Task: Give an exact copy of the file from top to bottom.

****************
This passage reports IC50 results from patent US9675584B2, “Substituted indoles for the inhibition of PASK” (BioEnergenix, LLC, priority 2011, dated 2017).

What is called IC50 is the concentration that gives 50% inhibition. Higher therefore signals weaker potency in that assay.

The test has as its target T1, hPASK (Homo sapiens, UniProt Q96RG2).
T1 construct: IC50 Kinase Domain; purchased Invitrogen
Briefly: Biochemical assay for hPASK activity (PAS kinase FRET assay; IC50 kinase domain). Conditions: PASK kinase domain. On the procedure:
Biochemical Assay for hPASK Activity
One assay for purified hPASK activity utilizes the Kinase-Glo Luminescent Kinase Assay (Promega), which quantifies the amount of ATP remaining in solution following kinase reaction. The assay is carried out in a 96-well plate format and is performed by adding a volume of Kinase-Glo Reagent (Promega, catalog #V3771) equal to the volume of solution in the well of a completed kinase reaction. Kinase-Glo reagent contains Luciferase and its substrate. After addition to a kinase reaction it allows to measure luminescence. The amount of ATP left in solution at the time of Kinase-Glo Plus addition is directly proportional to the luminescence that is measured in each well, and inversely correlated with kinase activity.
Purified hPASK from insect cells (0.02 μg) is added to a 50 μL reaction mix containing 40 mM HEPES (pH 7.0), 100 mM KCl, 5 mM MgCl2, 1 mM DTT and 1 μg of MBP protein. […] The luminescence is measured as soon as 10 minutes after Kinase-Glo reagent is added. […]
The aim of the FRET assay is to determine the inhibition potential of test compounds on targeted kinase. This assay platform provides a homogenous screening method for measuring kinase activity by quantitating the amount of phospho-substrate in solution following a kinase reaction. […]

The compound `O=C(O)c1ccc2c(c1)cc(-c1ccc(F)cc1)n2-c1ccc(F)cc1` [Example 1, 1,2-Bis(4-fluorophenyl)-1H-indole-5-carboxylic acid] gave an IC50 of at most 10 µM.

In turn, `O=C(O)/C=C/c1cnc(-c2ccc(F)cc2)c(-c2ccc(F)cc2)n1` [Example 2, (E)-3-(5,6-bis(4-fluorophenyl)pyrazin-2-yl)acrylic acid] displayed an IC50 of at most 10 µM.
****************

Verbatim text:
This passage reports IC50 results from patent US9675584B2, “Substituted indoles for the inhibition of PASK” (BioEnergenix, LLC, priority 2011, dated 2017).

What is called IC50 is the concentration that gives 50% inhibition. Higher therefore signals weaker potency in that assay.

The test has as its target T1, hPASK (Homo sapiens, UniProt Q96RG2).
T1 construct: IC50 Kinase Domain; purchased Invitrogen
Briefly: Biochemical assay for hPASK activity (PAS kinase FRET assay; IC50 kinase domain). Conditions: PASK kinase domain. On the procedure:
Biochemical Assay for hPASK Activity
One assay for purified hPASK activity utilizes the Kinase-Glo Luminescent Kinase Assay (Promega), which quantifies the amount of ATP remaining in solution following kinase reaction. The assay is carried out in a 96-well plate format and is performed by adding a volume of Kinase-Glo Reagent (Promega, catalog #V3771) equal to the volume of solution in the well of a completed kinase reaction. Kinase-Glo reagent contains Luciferase and its substrate. After addition to a kinase reaction it allows to measure luminescence. The amount of ATP left in solution at the time of Kinase-Glo Plus addition is directly proportional to the luminescence that is measured in each well, and inversely correlated with kinase activity.
Purified hPASK from insect cells (0.02 μg) is added to a 50 μL reaction mix containing 40 mM HEPES (pH 7.0), 100 mM KCl, 5 mM MgCl2, 1 mM DTT and 1 μg of MBP protein. […] The luminescence is measured as soon as 10 minutes after Kinase-Glo reagent is added. […]
The aim of the FRET assay is to determine the inhibition potential of test compounds on targeted kinase. This assay platform provides a homogenous screening method for measuring kinase activity by quantitating the amount of phospho-substrate in solution following a kinase reaction. […]

The compound `O=C(O)c1ccc2c(c1)cc(-c1ccc(F)cc1)n2-c1ccc(F)cc1` [Example 1, 1,2-Bis(4-fluorophenyl)-1H-indole-5-carboxylic acid] gave an IC50 of at most 10 µM.

In turn, `O=C(O)/C=C/c1cnc(-c2ccc(F)cc2)c(-c2ccc(F)cc2)n1` [Example 2, (E)-3-(5,6-bis(4-fluorophenyl)pyrazin-2-yl)acrylic acid] displayed an IC50 of at most 10 µM.